ARRI’s goal with Signature lenses was to reduce lens aberrations even as displays and projection qualities improve. Images acquired with Signature lenses will only look better as display and projection qualities improve.
The first thing one notices when handling Signature lenses is how light they are for their size. There are optical advantages to making physically large lenses. However, the materials used (such as magnesium and special types of glass) work together to reduce their weight. They are lighter than an equivalent Master Prime focal length by a pound or more, and their look is very different.
All but the most extreme Signature Prime focal lengths are the same size and have the exact gear placement and rotation distances. The focus and iris marks glow in the dark, and iris stops are linear. Twelve of the sixteen focal lengths have a 114mm front and fourteen open to T1.8 with no focus ramping. Every Signature lens comes with a detachable magnetic rear filter holder that is meant as a mounting point for nets, filters, or additional optical elements.
Signature lenses are warmer in hue than most other lenses. This is due to the use of high refractive index glass in their design, as this reduces the weight of the lens (optical elements can be thinner) and improves control over color aberrations such as longitudinal and lateral chromatic aberrations. Color fringing can be highly distracting in high dynamic range images, and Signatures are designed to eliminate optical surprises that might show up when remastering modern footage in five, ten, or fifteen years.
At the point of focus, Signature lenses render details without artificial sharpening or softening. The rendition of skin tone and texture emphasizes natural beauty without enhancing blemishes and imperfections. When Signature lenses roll out of focus, they soften quickly and smoothly thanks to well-corrected spherical aberrations. Background details melt away, even at deep T-stops, and this gently directs the viewer’s attention back to the point of focus.
There is some shading around the edges of the frame between T1.8 and T2.8, as is typical for lenses shot wide open, but contrast and resolution match very well with images captured at deeper stops. Flares are soft and natural, and highlights show a slight glow. This is meant to soften their impact in HDR, where high-contrast hard edges can draw the eye away from the subject.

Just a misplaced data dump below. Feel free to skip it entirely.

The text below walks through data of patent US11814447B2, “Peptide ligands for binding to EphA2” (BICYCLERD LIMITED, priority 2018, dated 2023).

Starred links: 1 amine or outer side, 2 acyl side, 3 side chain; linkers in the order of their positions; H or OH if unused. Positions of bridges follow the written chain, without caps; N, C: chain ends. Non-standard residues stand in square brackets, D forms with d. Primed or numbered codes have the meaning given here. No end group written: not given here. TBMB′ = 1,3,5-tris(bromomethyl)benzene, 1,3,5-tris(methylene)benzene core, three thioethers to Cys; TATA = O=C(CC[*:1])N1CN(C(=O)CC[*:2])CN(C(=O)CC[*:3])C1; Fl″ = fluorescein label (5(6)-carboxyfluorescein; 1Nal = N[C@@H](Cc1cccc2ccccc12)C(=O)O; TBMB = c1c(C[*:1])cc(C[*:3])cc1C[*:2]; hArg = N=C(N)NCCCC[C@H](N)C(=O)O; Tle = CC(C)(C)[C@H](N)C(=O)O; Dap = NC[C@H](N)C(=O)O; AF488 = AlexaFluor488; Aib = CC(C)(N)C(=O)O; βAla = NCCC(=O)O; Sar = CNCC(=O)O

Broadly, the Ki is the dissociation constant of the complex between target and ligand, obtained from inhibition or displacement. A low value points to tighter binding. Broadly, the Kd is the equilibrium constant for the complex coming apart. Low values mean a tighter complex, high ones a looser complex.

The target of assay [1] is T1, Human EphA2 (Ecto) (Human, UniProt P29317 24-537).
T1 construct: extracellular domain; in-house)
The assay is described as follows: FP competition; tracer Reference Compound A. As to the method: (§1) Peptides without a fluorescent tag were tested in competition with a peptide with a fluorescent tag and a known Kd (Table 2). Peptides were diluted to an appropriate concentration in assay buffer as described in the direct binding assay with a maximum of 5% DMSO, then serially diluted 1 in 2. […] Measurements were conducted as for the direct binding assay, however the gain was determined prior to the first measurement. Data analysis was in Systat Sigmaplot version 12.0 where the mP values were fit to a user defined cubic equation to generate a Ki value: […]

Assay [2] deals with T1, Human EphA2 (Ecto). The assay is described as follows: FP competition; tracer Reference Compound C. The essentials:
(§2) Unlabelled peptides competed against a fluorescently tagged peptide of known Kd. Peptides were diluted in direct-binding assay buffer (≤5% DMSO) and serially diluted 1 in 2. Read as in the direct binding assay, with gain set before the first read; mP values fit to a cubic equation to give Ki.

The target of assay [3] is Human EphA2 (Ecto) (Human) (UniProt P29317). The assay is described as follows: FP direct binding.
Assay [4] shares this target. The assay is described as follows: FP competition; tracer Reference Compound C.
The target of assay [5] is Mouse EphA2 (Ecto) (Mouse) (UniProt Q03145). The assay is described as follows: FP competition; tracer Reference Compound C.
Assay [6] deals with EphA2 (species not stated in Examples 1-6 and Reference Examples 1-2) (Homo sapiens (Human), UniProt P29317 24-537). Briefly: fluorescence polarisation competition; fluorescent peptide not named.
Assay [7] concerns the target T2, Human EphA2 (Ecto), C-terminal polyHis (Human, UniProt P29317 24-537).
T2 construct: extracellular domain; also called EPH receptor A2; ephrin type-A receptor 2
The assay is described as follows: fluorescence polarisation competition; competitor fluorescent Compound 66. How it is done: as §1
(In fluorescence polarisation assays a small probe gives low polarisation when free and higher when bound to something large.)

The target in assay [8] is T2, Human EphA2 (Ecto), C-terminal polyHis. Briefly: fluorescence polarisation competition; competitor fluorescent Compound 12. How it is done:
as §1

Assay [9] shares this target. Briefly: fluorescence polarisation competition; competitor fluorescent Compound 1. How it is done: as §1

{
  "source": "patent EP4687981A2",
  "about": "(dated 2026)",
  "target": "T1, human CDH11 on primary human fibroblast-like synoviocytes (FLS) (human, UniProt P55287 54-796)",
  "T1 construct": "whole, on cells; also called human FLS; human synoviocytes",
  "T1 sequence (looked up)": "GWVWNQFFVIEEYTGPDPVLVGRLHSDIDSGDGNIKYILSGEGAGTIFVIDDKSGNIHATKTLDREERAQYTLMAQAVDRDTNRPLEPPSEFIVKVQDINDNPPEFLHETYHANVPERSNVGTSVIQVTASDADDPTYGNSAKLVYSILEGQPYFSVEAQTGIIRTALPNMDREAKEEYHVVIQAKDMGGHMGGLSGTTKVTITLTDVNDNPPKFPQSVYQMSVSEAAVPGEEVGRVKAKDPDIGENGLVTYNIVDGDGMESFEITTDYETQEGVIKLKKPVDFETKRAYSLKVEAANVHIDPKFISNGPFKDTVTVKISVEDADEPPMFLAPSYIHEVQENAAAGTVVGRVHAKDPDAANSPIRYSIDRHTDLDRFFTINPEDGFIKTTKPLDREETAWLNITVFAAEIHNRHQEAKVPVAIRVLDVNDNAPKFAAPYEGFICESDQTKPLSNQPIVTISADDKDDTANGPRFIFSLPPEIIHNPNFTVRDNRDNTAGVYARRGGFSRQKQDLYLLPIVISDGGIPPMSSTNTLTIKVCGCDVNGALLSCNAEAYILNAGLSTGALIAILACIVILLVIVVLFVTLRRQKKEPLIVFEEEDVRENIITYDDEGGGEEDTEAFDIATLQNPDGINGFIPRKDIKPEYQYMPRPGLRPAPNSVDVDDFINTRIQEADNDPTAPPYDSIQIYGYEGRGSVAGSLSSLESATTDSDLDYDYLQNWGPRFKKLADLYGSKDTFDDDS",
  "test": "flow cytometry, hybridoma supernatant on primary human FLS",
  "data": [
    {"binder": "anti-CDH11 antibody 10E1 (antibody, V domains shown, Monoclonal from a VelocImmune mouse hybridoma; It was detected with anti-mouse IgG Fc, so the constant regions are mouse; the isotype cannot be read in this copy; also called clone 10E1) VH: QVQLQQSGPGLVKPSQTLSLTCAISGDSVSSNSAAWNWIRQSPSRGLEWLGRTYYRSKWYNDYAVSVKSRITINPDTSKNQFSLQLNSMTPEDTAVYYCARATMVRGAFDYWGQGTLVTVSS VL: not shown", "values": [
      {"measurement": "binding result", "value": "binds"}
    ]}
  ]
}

Lens breathing is almost nonexistent for the core prime focal lengths. A lens’s focal length designation only applies when they are focused at infinity. When they have focused closer, their focal length decreases, resulting in a change in image size known as focus breathing. Signature lenses resemble miniature zooms; as optical elements move to focus the lens, additional elements move to maintain the appropriate focal length. The range of Signature Primes between 25mm and 95mm shows no noticeable breathing on extreme focus racks. The longer and wider focal lengths show some breathing because eliminating it completely would have resulted in larger, heavier lenses; however, their level of breathing is vastly reduced by comparison to similar lenses from other manufacturers.
Distortion, the difference in magnification across the image field, usually between the center and the outside edges of the frame evidenced by horizontal and vertical lines bending inward or bulging outward, is nearly eliminated. Signature Primes show no more than 1.5% distortion, even at the widest and longest focal lengths (12mm and 280mm). The majority of focal lengths show no visible distortion at all. An example of this is the Signature 15mm, which has become a go-to lens for commercial and music video production, where one wishes to exaggerate perspective without deforming bodies and faces.
ARRI’s LPL mount allows for near-telecentric designs, where light rays at the edge of the image circle strike the sensor as close to perpendicular as possible. To achieve this, the rear opening of the lens must be as large as the sensor it is meant to illuminate. This explains LPL’s rear diameter of 62mm vs. PL’s 54mm, as it is meant to be used with formats from S35 up to the full frame. LPL’s flange focus depth has been shortened to 44mm from PL’s 52mm. These choices allowed the above-listed advantages during the design of these high-performance lenses.
Note that this design is not compatible with a spinning mechanical shutter common to reflex viewing film cameras.